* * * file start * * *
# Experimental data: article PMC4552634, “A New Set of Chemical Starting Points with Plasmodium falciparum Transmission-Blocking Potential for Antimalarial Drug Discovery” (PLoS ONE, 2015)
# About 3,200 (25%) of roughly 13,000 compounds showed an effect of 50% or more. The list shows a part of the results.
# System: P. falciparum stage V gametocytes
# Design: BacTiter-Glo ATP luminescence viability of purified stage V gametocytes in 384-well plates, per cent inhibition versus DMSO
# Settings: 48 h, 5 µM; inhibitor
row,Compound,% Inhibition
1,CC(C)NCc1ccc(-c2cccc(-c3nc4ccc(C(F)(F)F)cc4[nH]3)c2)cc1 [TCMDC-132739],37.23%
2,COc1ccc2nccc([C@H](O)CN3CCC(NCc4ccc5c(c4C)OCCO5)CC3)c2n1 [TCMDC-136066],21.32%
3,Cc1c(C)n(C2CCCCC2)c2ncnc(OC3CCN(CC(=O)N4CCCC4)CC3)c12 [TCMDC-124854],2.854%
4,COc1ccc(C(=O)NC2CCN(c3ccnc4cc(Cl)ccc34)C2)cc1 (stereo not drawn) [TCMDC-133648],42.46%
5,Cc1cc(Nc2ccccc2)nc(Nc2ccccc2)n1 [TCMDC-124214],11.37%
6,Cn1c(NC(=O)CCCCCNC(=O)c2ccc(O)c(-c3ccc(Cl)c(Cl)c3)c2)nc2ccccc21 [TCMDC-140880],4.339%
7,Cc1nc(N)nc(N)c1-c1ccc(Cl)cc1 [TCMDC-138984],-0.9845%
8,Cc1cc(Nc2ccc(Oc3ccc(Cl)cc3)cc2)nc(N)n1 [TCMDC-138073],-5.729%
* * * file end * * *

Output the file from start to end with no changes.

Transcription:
# Experimental data: article PMC4552634, “A New Set of Chemical Starting Points with Plasmodium falciparum Transmission-Blocking Potential for Antimalarial Drug Discovery” (PLoS ONE, 2015)
# About 3,200 (25%) of roughly 13,000 compounds showed an effect of 50% or more. The list shows a part of the results.
# System: P. falciparum stage V gametocytes
# Design: BacTiter-Glo ATP luminescence viability of purified stage V gametocytes in 384-well plates, per cent inhibition versus DMSO
# Settings: 48 h, 5 µM; inhibitor
row,Compound,% Inhibition
1,CC(C)NCc1ccc(-c2cccc(-c3nc4ccc(C(F)(F)F)cc4[nH]3)c2)cc1 [TCMDC-132739],37.23%
2,COc1ccc2nccc([C@H](O)CN3CCC(NCc4ccc5c(c4C)OCCO5)CC3)c2n1 [TCMDC-136066],21.32%
3,Cc1c(C)n(C2CCCCC2)c2ncnc(OC3CCN(CC(=O)N4CCCC4)CC3)c12 [TCMDC-124854],2.854%
4,COc1ccc(C(=O)NC2CCN(c3ccnc4cc(Cl)ccc34)C2)cc1 (stereo not drawn) [TCMDC-133648],42.46%
5,Cc1cc(Nc2ccccc2)nc(Nc2ccccc2)n1 [TCMDC-124214],11.37%
6,Cn1c(NC(=O)CCCCCNC(=O)c2ccc(O)c(-c3ccc(Cl)c(Cl)c3)c2)nc2ccccc21 [TCMDC-140880],4.339%
7,Cc1nc(N)nc(N)c1-c1ccc(Cl)cc1 [TCMDC-138984],-0.9845%
8,Cc1cc(Nc2ccc(Oc3ccc(Cl)cc3)cc2)nc(N)n1 [TCMDC-138073],-5.729%